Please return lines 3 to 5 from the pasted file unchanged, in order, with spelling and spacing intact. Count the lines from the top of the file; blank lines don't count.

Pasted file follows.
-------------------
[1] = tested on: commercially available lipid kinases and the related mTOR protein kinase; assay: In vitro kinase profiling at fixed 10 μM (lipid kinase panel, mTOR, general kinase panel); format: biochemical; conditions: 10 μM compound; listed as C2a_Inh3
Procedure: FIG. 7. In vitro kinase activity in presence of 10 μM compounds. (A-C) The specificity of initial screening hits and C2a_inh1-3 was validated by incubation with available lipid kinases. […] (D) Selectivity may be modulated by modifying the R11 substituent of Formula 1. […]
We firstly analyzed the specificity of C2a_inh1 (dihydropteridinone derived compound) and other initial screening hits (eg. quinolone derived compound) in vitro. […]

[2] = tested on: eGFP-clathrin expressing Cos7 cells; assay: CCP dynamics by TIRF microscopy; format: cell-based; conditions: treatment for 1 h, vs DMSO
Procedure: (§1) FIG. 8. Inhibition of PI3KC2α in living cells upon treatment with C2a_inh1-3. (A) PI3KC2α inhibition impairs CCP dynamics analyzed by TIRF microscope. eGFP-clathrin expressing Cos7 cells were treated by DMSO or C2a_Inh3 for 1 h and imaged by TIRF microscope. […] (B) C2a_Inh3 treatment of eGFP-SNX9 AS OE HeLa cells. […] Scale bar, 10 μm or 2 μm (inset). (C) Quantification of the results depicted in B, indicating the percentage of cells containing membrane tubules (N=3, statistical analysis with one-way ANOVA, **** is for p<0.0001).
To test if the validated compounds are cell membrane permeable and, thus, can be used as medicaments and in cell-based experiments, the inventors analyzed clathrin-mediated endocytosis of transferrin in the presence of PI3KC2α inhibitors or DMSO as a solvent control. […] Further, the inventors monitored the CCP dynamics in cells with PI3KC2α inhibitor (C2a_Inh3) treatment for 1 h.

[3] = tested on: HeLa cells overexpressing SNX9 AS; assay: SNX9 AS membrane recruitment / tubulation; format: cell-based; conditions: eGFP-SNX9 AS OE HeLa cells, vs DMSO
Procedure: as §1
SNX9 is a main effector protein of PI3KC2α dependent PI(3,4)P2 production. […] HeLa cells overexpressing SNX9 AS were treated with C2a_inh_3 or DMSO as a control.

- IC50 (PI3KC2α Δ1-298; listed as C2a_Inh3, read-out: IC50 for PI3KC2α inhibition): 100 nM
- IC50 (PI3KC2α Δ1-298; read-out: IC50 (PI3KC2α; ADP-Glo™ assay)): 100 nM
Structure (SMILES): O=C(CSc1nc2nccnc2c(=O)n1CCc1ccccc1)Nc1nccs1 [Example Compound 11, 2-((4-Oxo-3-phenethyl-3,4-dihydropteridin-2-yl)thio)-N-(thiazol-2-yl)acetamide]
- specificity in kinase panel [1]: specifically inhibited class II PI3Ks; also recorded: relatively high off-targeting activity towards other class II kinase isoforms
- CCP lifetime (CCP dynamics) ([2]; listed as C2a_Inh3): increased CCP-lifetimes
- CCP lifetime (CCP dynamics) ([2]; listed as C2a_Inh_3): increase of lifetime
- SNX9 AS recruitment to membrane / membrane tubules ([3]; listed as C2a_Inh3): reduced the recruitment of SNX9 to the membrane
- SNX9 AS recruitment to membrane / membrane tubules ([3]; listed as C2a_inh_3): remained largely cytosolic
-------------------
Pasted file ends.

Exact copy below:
We firstly analyzed the specificity of C2a_inh1 (dihydropteridinone derived compound) and other initial screening hits (eg. quinolone derived compound) in vitro. […]

[2] = tested on: eGFP-clathrin expressing Cos7 cells; assay: CCP dynamics by TIRF microscopy; format: cell-based; conditions: treatment for 1 h, vs DMSO
Procedure: (§1) FIG. 8. Inhibition of PI3KC2α in living cells upon treatment with C2a_inh1-3. (A) PI3KC2α inhibition impairs CCP dynamics analyzed by TIRF microscope. eGFP-clathrin expressing Cos7 cells were treated by DMSO or C2a_Inh3 for 1 h and imaged by TIRF microscope. […] (B) C2a_Inh3 treatment of eGFP-SNX9 AS OE HeLa cells. […] Scale bar, 10 μm or 2 μm (inset). (C) Quantification of the results depicted in B, indicating the percentage of cells containing membrane tubules (N=3, statistical analysis with one-way ANOVA, **** is for p<0.0001).